Deep Throat, Inc.

On May 31, when Vanity Fair broke the biggest media secret of the past 30 years-that Deep Throat, the confidential source to Washington Post reporters Bob Woodward and Carl Bernstein during their investigation of the Watergate break-in, was W. Mark Felt, the No. 2 man at the F.B.I. at the time-there was one more thing the wide world didn’t know.

The Deep Throat futures market had already been constructed and sold.

Mr. Woodward, who had pledged to keep the identity of his source on the landmark Watergate story a secret until the source died, had already written the manuscript for a sort of memoir about his relationship with Mr. Felt. And the New York media business community-starting with Simon & Schuster, a division of Viacom-was primed to receive it.

That doesn’t mean anybody knew what was in it, or had any idea of Mr. Felt’s identity. But there was an asset waiting to be well harvested: a manuscript, and more money, and a property that would play through the entire media cycle of books, movies, TV, DVD’s and beyond. And possibly a cycle of profits as robust as Mr. Woodward and Mr. Bernstein’s were in 1974 and 1975 from the books and movie that came from their Watergate work.

The new tale of W. Mark Felt was a journalistic and a business project for Mr. Woodward-and then, suddenly, after the story broke, for Mr. Bernstein as well.

But it hadn’t been for Mr. Felt. That was-it seems from the Vanity Fair piece and the Felt family’s statements, as well as from the statements of their New York agent, the former Vanity Fair, New Yorker and Talk magazine editor David Kuhn-why the whole ball got rolling.

Robert Barnett, the lawyer who represents Mr. Woodward in his literary and other endeavors, confirmed that his client “has written an amazing narrative that takes you through his personal journey that we all know from the outside, but have never before known from the inside.”

Alice Mayhew, Mr. Woodward’s editor at Simon & Schuster, said she had no free time to talk and referred questions about the book to the imprint’s executive director of publicity, Victoria Meyer. Ms. Meyer said that the book will be titled The Secret Man: The Story of Watergate’s Deep Throat. Details, Ms. Meyer said, are still being finalized: The book will run 256 or 288 pages, the tentative price is $23, the press run is likely 800,000 copies, and the publication date will be next month-probably early in the month.

The speed is unusual, but the scope of the project is not. Penciling in Mr. Woodward for $18 million worth of revenue seems to be a reasonably safe bet for Simon & Schuster; Ms. Meyer said that Mr. Woodward’s other recent books have had comparable print volumes.

After all, the fall of the Nixon White House was more than a pivotal moment in American history and constitutional law. The work of Mr. Woodward and Mr. Bernstein demonstrated that workaday reporting could be leveraged into intellectual property: best-sellers, Oscars, speaking engagements. News could be transmuted into fame-better yet, into a brand.

Simon & Schuster publisher David Rosenthal said that the book “is in its final stages.” Editing on the book is complete or nearly so, though a source at Simon & Schuster said that the imprint is still working on finding a way to incorporate some contribution from Mr. Bernstein.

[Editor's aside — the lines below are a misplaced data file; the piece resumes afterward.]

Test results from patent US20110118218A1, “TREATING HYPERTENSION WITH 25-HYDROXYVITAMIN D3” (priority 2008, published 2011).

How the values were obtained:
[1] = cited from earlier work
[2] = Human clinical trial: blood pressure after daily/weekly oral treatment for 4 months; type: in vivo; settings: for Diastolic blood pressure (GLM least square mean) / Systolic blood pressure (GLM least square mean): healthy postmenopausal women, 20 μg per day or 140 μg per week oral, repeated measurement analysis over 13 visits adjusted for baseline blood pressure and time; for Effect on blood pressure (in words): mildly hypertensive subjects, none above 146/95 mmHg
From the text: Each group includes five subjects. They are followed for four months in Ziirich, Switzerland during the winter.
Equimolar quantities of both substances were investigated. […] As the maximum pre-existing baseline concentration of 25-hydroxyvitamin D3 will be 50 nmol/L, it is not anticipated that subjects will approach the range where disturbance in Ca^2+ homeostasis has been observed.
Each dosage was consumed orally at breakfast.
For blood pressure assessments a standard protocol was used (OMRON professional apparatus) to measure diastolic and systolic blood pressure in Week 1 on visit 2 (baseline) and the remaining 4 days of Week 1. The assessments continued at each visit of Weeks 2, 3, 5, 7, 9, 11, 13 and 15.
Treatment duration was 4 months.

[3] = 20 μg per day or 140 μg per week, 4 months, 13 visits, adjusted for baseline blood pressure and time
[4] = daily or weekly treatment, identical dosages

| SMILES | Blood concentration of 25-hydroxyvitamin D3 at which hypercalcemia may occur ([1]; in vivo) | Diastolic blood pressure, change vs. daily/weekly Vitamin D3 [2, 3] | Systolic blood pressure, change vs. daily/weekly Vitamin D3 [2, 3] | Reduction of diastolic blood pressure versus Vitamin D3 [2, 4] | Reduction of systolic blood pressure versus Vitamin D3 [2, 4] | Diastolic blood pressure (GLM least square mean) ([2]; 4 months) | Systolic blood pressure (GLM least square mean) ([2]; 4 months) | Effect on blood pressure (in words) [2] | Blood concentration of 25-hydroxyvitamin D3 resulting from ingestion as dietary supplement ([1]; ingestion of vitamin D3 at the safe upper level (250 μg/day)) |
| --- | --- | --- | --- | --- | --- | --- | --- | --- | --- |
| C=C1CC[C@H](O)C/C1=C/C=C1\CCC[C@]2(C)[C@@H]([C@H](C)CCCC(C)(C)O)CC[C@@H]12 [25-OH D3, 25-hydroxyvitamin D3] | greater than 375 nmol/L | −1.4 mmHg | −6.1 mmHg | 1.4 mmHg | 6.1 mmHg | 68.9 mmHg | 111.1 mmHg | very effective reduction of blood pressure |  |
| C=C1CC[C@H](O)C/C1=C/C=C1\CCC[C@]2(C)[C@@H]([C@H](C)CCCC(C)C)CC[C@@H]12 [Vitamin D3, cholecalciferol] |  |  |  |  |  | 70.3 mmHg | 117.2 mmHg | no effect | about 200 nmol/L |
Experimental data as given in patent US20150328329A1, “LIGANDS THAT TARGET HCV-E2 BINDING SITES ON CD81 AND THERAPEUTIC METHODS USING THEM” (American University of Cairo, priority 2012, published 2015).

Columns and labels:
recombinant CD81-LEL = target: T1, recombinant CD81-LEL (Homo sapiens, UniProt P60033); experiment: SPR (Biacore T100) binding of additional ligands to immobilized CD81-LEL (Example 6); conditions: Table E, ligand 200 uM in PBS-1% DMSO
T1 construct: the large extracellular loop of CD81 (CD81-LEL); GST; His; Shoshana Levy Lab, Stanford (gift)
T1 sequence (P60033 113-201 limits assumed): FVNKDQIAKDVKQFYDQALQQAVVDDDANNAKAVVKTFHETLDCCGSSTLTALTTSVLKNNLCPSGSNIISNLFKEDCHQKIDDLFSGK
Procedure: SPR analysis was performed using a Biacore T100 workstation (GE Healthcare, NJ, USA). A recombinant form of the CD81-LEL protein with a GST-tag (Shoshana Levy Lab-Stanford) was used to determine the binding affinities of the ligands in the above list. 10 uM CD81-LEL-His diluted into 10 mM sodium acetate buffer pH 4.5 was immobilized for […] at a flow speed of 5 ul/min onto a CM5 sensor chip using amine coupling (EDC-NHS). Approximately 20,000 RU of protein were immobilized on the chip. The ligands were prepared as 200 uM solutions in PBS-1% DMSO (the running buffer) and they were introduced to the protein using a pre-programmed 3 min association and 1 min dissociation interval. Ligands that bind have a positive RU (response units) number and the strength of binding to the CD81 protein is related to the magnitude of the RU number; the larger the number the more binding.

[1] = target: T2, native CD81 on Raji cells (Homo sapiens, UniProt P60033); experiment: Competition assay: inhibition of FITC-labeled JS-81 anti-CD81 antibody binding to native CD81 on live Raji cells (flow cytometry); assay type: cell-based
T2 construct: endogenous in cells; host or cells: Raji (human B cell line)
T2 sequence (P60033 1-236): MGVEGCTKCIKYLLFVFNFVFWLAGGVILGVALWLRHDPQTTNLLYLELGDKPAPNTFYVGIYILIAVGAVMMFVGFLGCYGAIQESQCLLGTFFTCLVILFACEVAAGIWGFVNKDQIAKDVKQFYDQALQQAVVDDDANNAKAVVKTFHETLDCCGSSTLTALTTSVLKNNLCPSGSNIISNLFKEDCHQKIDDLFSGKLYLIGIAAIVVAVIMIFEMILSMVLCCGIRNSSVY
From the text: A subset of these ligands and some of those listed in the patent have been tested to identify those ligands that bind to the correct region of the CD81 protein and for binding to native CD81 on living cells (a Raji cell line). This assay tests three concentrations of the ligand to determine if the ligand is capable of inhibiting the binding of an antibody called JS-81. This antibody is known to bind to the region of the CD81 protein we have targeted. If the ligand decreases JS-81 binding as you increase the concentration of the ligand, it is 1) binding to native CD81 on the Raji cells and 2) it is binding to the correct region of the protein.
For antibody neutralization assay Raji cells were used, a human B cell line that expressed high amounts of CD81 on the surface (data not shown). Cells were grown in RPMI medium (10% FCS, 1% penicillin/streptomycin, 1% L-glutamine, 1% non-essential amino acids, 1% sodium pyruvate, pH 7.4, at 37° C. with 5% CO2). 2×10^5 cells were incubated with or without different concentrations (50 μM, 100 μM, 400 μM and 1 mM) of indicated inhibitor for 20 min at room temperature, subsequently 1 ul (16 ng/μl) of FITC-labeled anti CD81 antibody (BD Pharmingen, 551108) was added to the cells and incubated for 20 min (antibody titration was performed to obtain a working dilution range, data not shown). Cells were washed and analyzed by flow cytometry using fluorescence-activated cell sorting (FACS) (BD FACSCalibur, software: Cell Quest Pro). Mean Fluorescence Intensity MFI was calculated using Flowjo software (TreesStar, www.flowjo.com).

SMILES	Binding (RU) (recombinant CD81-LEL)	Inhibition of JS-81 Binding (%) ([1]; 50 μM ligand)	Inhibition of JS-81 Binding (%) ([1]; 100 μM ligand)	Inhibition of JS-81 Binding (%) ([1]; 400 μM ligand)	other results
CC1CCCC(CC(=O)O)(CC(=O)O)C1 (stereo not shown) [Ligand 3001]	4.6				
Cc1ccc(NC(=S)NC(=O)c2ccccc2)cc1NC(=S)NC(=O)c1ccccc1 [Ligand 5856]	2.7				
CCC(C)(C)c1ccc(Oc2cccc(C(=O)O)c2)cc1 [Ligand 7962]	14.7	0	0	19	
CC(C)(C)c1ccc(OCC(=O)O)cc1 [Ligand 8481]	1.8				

The Prospectus

The Vanity Fair piece, written by Mr. Felt’s lawyer, John D. O’Connor, served the role of a prospectus for an I.P.O. The article was short on information; with Mr. Felt mentally ailing and reluctant to unveil himself, Mr. O’Connor was left with a story largely describing the deliberations about whether to do the story. To space it out, there was Watergate boilerplate (” The Post’s exposés continued unabated in the face of mounting White House pressure”).

Still, the confession, or semi-confession, was enough to close an entire political cycle in American history-big enough so that Americans who had never, or would never, see a copy of The Washington Post, or who had never seen Richard Nixon live on television, knew that someone named Deep Throat had been uncovered and that a 91-year-old white-haired former public servant who stood on a front porch in California was the answer to a great American mystery.

For his part, it prompted Mr. Woodward to put the finishing touches on that $18 million memoir.

Washington Post executive editor Leonard Downie Jr. said he had seen a copy back in March, when he and Mr. Woodward were planning what to do when Mr. Felt eventually passed a way.

By June 6, Mr. Downie said, Mr. Woodward was reviewing a freshly written tick-tock passage about the events of May 31, consulting Mr. Downie on “conversations between him and me to see if they were accurate.

“They were,” Mr. Downie said.

Mr. Kuhn had been engaged by Mr. O’Connor to represent him and the immediate Felt family for any book rights, for life rights and for the Vanity Fair piece, as well as for film rights-on which Variety has reported that he is co-agenting with C.A.A. in California. Mr. Felt’s daughter, Joan, had been quoted in the article explicitly saying, “Bob Woodward’s gonna get all the glory for this, but we could make at least enough money to pay some bills.”

Mr. Kuhn confirmed that he is representing the client for a standard 15 percent literary-agent’s fee.

Speaking on a mobile phone on June 7, Mr. Kuhn said that “I have no interest right now” in discussing the past or future prospects of Watergate as a publishing topic. Mr. Kuhn quickly said that that he was too busy to talk, that he had six meetings with publishers scheduled for June 8, that he hoped to wrap a deal up this week, and that he was heading into a subway.

But Mr. Woodward had preceded him and was moving faster. On June 2, he had published a 4,500-word first-person account of how he met Mr. Felt and got him to be a source. The piece was written for The Washington Post and was sold to the New York Post and other papers worldwide. In it, Mr. Woodward wrote that he recalled Mr. Felt “thought newspapers were too shallow and too quick on the draw. Newspapers didn’t do in-depth work and rarely got to the bottom of events.”

John Payne, vice president and general manager of the Los Angeles Times–Washington Post News Service, said that he couldn’t supply an estimate of how many publications had carried the piece, but that it had brought a rare volume of calls from subscribers wanting to know when the piece was coming and trying to arrange art. “This is the largest [story] in a while, certainly,” Mr. Payne said.